4 Tips to Make Your Cloud More Resilient to A DDoS Attack
DDoS attacks are typically designed to inundate servers and entire networks by consuming computing resources through large volumes of traffic, connections, or requests. And so, because cloud infrastructures are assumed to be backed by a large assemblage of such resources, many people believe their servers are less susceptible to these types of attacks if they’re hosted in the cloud. But that’s not entirely true.
If your servers are hosted in a multitenant environment along with a bunch of other servers belonging to other organisations (which is usually the case in a public cloud), your servers could be at risk of collateral damage. If those other servers (note: not yours) are bombarded by a DDoS attack and your cloud service provider (CSP) attempts to absorb the attack, your own servers, which share the same underlying infrastructure with those other servers, could also suffer.
This is exactly what happened in 2016, when the website of Brian Krebs, a known IT security expert, was hit by a massive 600+ Gbps DDoS attack. The site’s hosting provider, Akamai, initially attempted to absorb the attack. Unfortunately, in the process of doing so, some of their infrastructure’s functionality had to suffer, which in turn affected other customers.
So, does that mean you should forget about cloud migration altogether if you don’t want to risk going offline due to a DDoS attack? Absolutely not! There are many ways to mitigate this particular threat. Here are just a few:
Entrust your servers with CSPs who have clear DDoS mitigation strategies
Because your servers are hosted on a third party’s infrastructure, a large part of your DDoS mitigation capability will depend on the corresponding capability of your CSP. Make sure your CSP is quick to adopt DDoS solutions and strategies to counter DDoS attacks. Your CSP’s ability and resolve to quickly respond to threats is always a good sign that you’re dealing with the right provider.
You must remember, though, that every aspect of cloud security, including DDoS mitigation, is a shared responsibility between you and your CSP. In addition to building a robust infrastructure and thwarting attacks on that infrastructure, your CSP will provide a host of IT security features to withstand other forms of DDoS attacks, e.g. Application Layer (a.k.a. Layer 7) DDoS attacks that target certain weaknesses in an application.
However, it will be your responsibility to take advantage of/enable those features. You must bear in mind, however, that some of these features can be pretty expensive. For example, some large CSPs offer auto-scaling, which enables your underlying resources to automatically scale to accommodate surges in traffic. While auto-scaling is very suitable for DDoS attacks, expect your bill to shoot up if such an attack happens and you have auto-scaling enabled.
Reduce your attack surface
Attack surface reduction, or hardening, is one of the most basic things you can do to reduce the risk of a DDoS attack. You can start by disabling protocols and closing ports you don’t need. Next, you can limit access to certain resources, applications, and virtual machine instances from the Internet. For AWS instances, for example, you can use Security Groups or Network Access Control Lists to achieve this. In other CSPs, you can set up a firewall or NAT gateway and apply rules or limit open ports through those.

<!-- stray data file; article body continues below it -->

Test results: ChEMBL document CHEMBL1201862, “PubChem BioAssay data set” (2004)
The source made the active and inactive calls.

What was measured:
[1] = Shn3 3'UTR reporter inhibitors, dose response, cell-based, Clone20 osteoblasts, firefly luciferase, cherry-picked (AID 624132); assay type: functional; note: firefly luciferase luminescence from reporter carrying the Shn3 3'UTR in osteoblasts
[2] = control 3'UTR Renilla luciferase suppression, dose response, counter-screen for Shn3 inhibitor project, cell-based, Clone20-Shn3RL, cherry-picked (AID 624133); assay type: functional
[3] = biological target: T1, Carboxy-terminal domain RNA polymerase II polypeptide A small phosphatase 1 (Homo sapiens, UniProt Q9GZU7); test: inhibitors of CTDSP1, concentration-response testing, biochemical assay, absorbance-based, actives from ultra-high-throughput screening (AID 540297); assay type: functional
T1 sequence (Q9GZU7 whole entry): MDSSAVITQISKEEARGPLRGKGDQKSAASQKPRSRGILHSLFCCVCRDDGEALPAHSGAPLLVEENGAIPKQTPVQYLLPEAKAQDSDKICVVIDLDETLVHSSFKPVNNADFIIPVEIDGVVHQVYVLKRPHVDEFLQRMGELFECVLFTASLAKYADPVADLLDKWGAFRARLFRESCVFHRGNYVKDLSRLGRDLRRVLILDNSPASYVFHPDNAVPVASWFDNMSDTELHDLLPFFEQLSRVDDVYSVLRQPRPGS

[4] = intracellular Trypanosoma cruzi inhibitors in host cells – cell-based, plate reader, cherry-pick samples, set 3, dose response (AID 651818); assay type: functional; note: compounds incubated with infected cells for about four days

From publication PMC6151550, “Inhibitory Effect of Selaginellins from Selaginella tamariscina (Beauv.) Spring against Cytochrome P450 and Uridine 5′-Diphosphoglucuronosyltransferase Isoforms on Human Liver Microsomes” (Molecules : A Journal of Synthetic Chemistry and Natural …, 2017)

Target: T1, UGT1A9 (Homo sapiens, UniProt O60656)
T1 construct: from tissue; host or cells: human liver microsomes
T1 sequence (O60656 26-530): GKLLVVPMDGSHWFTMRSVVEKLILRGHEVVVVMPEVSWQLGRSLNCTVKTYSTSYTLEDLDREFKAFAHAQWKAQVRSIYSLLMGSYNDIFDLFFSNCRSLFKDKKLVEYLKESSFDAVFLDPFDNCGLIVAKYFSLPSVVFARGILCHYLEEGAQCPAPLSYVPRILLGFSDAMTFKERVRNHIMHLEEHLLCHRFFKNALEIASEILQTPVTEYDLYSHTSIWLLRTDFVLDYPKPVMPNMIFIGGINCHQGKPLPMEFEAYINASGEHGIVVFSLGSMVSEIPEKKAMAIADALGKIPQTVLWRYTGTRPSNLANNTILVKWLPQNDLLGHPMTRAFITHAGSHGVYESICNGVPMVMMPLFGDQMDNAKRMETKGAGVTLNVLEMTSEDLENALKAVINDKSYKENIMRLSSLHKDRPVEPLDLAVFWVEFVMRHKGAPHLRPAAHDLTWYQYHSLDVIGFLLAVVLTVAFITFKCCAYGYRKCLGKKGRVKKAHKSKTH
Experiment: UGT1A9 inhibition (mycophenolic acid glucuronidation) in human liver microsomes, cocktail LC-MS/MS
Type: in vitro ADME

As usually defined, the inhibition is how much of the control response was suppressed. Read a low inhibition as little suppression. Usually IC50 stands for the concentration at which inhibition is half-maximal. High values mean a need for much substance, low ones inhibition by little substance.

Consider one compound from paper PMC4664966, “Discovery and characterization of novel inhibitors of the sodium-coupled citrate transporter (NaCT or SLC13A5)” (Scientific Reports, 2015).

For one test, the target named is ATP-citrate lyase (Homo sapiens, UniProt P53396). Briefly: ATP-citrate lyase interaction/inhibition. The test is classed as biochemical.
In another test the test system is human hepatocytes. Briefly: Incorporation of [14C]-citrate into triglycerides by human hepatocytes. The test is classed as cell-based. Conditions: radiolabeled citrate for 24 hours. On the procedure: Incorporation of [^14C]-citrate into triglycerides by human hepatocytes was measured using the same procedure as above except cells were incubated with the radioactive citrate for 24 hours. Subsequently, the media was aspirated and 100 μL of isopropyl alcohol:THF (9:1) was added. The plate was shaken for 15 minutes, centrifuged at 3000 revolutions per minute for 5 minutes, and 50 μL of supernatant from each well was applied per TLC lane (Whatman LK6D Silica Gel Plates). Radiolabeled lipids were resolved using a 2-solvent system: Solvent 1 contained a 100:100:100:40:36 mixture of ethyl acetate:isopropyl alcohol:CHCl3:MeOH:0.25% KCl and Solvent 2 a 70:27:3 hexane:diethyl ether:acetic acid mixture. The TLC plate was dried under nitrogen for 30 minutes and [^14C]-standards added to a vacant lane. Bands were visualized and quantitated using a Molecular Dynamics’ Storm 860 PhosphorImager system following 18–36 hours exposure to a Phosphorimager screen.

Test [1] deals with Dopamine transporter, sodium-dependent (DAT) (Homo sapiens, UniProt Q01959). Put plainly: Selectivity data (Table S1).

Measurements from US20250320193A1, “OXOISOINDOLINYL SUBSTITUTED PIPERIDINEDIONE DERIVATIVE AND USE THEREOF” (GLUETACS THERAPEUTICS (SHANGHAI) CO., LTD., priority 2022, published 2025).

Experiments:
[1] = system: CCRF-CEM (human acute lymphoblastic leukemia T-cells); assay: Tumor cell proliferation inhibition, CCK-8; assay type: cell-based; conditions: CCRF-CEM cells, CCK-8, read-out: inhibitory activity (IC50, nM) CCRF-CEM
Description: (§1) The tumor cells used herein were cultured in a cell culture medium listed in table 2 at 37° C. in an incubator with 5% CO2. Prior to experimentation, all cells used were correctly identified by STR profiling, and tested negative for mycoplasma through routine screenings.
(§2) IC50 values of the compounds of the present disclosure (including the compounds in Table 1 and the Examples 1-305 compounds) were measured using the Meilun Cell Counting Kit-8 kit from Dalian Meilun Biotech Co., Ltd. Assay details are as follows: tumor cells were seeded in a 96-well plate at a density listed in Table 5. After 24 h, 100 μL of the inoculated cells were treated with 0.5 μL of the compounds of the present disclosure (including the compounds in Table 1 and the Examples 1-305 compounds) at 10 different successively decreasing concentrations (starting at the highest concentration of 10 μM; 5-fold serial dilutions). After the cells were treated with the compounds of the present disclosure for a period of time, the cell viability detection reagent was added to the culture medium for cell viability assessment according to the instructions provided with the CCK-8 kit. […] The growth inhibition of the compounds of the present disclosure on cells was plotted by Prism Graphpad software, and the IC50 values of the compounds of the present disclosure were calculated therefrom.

Apply load balancing
A single server can easily become overloaded from a surge of legitimate traffic, let alone a DDoS attack. To improve your site’s ability to withstand a surge of traffic (legitimate or not), you can employ some form of load balancing. Load balancing enables you to distribute inbound traffic across a cluster of redundant servers, i.e., all providing the same service. This will make your site less susceptible to overloads.
Some CSPs will enable you to load balance multiple instances distributed across multiple data centres, with some data centres even located in different regions across the globe.
Deploying a Web Application Firewall (WAF)
Generally speaking, there are two types of DDoS attacks:
- Infrastructure layer attacks such as UDP reflection attacks and SYN floods, and
- Application layer attacks such as HTTP floods and Wordpress pingback floods
For the second type of DDoS attack, you can deploy a web application firewall or WAF. A WAF is typically deployed between your web application and the Internet. It can serve as a configurable shield against DDoS attacks. When configured properly, a WAF can effectively monitor and filter HTTP traffic, allowing only good traffic to pass through.
Traffic is filtered through a set of rules. Because these rules or policies are highly configurable, they can be easily adapted to address different web-based attack vectors.
How about third party DDoS mitigation services?
You’ve likely heard of third-party DDoS mitigation services like Prolexic and Cloudflare, so let’s touch on those before we end. These services basically enable you to re-route traffic to their own cloud infrastructure (after being directed to your cloud-based instances), scrub any suspicious packets, and forward the good ones to your cloud.
While these cloud-based cyber security solutions work, they can introduce some degree latency, which can adversely impact the responsiveness of your site. They also act as a single-point-of-failure. If they suffer an outage (like in 2016, when a Cloudflare outage affected several sites in Europe) your site could likewise go down.
DDoS attacks are serious threats that can disrupt the availability of your business services. It’s therefore important that you incorporate DDoS mitigation into your overall IT security program. If you don’t know where or how to begin, feel free to contact us. We‘re happy to answer your questions.